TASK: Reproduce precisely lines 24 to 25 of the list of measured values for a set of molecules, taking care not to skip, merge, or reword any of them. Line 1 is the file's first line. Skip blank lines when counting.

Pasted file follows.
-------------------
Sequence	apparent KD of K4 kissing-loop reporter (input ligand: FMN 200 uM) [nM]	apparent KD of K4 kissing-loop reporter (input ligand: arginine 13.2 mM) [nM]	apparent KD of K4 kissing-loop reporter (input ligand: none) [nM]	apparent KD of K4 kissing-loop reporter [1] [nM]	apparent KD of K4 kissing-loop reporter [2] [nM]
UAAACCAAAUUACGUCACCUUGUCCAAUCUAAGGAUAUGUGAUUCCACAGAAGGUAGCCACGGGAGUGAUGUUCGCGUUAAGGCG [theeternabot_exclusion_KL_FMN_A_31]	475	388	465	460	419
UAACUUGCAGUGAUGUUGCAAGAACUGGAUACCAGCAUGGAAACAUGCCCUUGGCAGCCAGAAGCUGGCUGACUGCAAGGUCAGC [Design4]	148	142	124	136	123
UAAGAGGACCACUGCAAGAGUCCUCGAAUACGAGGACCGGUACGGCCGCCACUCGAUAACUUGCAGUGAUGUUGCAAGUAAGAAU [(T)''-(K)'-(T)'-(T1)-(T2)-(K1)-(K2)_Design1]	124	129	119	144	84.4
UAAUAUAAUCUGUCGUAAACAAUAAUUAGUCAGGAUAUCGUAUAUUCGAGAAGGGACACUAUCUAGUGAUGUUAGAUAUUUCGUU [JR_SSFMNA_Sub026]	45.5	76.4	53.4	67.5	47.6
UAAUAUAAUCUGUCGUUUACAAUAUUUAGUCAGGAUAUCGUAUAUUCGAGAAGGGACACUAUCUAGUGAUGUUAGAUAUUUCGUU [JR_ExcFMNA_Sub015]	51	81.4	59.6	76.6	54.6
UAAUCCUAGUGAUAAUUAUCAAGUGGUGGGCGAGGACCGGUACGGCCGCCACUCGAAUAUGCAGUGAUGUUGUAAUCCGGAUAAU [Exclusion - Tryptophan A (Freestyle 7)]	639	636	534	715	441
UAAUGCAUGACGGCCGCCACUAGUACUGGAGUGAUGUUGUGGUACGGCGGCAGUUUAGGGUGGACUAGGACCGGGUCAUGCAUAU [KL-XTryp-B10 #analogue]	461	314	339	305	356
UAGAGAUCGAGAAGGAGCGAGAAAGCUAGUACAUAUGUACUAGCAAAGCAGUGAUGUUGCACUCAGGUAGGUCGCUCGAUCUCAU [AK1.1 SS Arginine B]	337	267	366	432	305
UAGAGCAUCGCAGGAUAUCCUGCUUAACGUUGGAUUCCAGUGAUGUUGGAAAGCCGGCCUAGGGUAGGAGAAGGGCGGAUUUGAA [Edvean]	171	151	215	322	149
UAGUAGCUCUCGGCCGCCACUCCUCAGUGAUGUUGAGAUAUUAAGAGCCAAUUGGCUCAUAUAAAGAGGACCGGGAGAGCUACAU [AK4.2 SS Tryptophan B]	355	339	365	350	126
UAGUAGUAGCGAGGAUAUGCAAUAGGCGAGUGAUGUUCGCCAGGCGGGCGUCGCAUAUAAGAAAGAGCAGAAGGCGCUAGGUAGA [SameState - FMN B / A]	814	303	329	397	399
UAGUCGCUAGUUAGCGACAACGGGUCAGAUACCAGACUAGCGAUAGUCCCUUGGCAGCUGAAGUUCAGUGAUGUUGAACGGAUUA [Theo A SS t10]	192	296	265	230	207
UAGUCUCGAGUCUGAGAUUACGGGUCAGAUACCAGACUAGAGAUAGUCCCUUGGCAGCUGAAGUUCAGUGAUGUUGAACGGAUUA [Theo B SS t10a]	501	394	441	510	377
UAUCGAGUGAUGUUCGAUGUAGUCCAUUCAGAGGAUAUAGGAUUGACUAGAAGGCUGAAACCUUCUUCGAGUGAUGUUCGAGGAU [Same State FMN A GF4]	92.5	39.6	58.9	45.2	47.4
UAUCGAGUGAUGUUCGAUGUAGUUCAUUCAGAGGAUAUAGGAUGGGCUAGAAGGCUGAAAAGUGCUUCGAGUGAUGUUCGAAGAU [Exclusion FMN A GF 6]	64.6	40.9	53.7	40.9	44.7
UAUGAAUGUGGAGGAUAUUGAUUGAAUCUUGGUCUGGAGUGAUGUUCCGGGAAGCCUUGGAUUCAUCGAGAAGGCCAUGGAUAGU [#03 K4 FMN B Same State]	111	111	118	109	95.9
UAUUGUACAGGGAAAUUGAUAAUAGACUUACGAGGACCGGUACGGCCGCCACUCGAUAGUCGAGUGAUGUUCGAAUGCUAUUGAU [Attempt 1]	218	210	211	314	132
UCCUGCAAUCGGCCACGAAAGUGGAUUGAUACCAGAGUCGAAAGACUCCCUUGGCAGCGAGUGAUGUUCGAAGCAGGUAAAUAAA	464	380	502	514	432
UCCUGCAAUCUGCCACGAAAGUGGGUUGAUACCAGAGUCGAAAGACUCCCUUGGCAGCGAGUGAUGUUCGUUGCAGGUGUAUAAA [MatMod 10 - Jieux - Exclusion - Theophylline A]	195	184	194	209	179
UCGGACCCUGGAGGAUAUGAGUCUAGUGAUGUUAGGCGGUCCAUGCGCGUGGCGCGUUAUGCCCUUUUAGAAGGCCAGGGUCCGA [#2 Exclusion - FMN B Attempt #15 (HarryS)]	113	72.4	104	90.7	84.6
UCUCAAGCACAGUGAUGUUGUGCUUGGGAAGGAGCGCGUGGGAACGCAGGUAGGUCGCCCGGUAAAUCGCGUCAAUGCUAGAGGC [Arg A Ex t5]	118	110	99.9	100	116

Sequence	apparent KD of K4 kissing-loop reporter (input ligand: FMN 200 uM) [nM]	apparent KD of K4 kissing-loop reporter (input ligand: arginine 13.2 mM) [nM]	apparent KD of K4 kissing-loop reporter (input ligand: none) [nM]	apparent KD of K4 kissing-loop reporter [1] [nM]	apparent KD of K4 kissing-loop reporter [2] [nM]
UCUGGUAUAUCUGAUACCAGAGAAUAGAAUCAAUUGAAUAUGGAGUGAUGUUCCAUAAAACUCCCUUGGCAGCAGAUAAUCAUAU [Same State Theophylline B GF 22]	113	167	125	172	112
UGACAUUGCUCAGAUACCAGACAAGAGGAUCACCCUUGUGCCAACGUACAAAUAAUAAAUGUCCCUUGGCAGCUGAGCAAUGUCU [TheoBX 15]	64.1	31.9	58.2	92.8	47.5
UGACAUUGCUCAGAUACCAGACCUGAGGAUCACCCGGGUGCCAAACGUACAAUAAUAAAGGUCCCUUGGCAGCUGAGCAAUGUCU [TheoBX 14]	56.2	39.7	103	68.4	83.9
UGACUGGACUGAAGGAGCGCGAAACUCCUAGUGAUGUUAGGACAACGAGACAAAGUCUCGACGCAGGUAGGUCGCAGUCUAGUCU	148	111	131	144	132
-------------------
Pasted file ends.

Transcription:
UCUGGUAUAUCUGAUACCAGAGAAUAGAAUCAAUUGAAUAUGGAGUGAUGUUCCAUAAAACUCCCUUGGCAGCAGAUAAUCAUAU [Same State Theophylline B GF 22]	113	167	125	172	112
UGACAUUGCUCAGAUACCAGACAAGAGGAUCACCCUUGUGCCAACGUACAAAUAAUAAAUGUCCCUUGGCAGCUGAGCAAUGUCU [TheoBX 15]	64.1	31.9	58.2	92.8	47.5